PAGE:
Queens of the Stone Age Brought Confrontation and Community to Winnipeg

Canada Life Centre, April 5

With the Struts

Photo: Mike Thiessen

BY Matthew TeklemariamPublished Apr 8, 2024

What can I say about the Queens of the Stone Age that an army of stoned obsessives haven't? As a long-time flirt with the Seattle alt-rock act, the prodding of long-haired friends and the pop-art intentions of the subversive "Feel Good Hit of the Summer" and Era Vulgaris first lured me in. The music ensnared, but my aversion to quote-unquote stoner rock always kept me just bold enough to make eyes across the room.

But duty calls, and in my month-long, headfirst dive into their discography, I was enlightened. The Queens are a special act for a few reasons, but most predominately a combination of their shrewdness and versatility. They reside somewhere adjacent to rock-bottom, in darkened corners where the only light is the stars of desert skies, but that certainly doesn't limit their sound. At times they brush with rock band burlesque, the strain of highfalutin faux bombast that has made Muse an object of increasing ridicule. However, let it be known that they are always cleverer than you think them to be, and cleverer than you, too.

Their "desert rock" label is basically their own, and it's apt; arid, desolate, sometimes delirious, always inimitable. They veer from humid grunge to funk rock to Weird Western Tale with the drop of a hi-hat. They're eclectic headcases, and their more spritely work on latest album In Times New Roman… made the prospect of live performance irresistible.

No more stalling; the show must go on! After British glam jammers the Struts, anyway. Their set was punctual and lively — all you can really ask of an opening act. Frontman Luke Spiller sported waistcoat and tie á la Gerard Way, the rest clad in Spinal Tap leathers and cutoffs. They retooled their gaudy glam rock with some fury to numb the eardrums for the onslaught to follow, and their anthemic hit "Could Have Been Me" roused a crowd still trickling in.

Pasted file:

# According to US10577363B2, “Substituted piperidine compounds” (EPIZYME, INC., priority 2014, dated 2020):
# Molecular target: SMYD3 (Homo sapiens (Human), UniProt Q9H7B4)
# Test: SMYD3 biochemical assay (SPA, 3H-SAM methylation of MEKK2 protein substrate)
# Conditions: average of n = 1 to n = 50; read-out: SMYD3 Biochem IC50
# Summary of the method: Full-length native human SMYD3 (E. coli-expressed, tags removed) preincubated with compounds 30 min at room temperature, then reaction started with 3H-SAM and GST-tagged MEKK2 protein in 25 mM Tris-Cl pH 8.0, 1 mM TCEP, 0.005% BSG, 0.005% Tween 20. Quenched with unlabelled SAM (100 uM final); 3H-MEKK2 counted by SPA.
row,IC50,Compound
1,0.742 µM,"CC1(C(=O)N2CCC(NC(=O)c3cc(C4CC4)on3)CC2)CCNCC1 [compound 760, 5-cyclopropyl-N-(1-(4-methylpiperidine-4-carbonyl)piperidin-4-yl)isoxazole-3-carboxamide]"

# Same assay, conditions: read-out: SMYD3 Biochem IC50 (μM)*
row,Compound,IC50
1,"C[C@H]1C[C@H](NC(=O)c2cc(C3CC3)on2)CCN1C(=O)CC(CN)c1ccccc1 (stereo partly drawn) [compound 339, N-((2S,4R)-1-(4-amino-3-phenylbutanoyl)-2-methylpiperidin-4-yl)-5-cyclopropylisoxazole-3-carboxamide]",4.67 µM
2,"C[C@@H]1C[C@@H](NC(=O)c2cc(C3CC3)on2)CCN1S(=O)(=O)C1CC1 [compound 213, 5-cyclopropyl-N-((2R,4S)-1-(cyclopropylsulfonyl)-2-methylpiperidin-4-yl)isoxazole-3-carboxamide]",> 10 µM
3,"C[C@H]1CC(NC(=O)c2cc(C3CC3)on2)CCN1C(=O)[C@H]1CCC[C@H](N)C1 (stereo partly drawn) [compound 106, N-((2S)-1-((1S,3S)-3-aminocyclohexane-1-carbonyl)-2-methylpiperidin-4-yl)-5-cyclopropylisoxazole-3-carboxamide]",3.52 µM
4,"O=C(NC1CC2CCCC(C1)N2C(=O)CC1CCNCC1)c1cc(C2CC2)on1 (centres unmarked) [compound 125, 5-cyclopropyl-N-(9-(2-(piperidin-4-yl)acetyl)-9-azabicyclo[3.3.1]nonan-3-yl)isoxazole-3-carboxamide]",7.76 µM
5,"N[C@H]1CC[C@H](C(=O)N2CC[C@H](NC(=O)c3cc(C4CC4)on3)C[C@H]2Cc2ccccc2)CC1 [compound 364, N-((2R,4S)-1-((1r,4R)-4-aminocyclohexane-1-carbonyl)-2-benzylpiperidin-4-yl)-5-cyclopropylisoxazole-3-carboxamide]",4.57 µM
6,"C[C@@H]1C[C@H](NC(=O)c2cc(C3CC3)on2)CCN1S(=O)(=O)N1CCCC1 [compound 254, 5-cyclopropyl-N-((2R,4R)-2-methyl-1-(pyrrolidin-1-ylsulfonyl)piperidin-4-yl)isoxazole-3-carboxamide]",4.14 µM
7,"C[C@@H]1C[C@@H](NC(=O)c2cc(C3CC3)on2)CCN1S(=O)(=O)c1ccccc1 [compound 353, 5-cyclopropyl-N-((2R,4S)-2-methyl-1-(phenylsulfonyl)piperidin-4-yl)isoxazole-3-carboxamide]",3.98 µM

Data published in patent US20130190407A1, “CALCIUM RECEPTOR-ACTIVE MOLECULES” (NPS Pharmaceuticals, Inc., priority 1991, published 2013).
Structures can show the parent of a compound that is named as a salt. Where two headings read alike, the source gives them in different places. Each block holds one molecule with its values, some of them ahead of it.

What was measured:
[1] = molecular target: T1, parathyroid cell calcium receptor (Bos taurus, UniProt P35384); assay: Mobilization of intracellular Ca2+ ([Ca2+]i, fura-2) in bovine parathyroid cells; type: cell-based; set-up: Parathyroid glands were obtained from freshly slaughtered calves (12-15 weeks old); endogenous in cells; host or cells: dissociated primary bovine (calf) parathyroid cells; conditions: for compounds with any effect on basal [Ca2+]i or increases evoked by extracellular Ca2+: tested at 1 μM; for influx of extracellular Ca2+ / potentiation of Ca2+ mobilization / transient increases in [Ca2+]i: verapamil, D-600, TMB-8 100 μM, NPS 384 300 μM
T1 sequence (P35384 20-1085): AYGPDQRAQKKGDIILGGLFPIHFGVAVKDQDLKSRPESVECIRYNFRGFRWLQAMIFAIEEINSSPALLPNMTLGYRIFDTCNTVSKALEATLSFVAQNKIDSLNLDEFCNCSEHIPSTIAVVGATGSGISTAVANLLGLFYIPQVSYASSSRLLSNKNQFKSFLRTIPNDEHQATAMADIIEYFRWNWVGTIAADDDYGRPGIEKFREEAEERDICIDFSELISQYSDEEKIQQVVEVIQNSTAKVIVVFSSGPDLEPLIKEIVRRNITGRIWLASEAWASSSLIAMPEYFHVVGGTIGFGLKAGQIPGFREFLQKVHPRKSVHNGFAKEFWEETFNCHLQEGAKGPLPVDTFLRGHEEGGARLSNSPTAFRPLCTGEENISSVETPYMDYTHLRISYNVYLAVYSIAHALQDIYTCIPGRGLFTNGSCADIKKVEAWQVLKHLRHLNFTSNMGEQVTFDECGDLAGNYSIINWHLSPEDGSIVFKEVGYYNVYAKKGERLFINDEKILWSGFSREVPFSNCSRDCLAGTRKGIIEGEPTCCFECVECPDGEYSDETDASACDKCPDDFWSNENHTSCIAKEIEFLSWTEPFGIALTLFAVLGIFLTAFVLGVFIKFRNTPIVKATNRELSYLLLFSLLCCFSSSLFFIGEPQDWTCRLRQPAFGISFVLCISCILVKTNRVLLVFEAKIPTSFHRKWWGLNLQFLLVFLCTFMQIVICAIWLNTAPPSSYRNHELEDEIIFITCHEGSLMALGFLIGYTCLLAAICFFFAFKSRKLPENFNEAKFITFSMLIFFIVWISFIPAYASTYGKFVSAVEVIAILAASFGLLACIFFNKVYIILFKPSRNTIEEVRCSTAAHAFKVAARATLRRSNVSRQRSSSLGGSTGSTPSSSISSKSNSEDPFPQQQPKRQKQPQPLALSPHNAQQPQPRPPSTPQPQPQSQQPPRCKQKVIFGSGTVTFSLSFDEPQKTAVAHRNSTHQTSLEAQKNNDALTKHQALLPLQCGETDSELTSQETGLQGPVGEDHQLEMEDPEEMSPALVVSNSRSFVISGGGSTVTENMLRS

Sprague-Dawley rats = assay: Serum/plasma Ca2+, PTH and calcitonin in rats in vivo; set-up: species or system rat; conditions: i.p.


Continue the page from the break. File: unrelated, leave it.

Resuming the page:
Taking stock of demographics in the concourse, it was apparent right away that the Queens are for all. Yes, the stalwarts are easily identified, clad in exclusive merchandise and with an aversion to eye contact, but the diversity was impressive. Young children, late-stage boomers, punks, preps, partiers. I liken it to the Queens' restless, syncretic nature, but realistically, Winnipeggers take any and all excuses to party.


The main event finally slinked on stage in the dark, but the crowd denied them the illusion of stealth. They started unceremoniously for royalty, wasting no time by jumping into Songs for the Deaf hit "No One Knows." With finely honed instrumental chops, the track sounded just like the studio recording, with the added effect of bass drum throbbing in the chest harder than your heartbeat. The red lighting gave them the illusion of a molten core, the residual heat exciting the burgeoning mosh pit near the front.

The rest of Led Zeppelin's proverbial ocean took a bit more time to warm up, but the Queens' verve was undeniably infectious even for casual admirers. It wasn't exactly music for a do-si-do, but everybody moved a little something-something in time with the oft-changing rhythms.

After the equally exciting "Sick, Sick, Sick" and newer cut "Paper Machete," Homme formally addressed the crowd.

"I know when someone is wearing sunglasses, they're tripping out of their fucking mind right now," Homme said, singling out a special concertgoer, God help him. He went on to make mention of this three more times throughout the show. A lot of the interaction felt perfunctory, and Homme toed the line between rockstar brash and impropriety, stopping "Make It wit Chu" mid-growl to point out that it sounded "rapey." Later, he singled out another unlucky audience member with "your tits are fucking amazing, thank you." Easy, Jim Morrison, your daughter might hear that.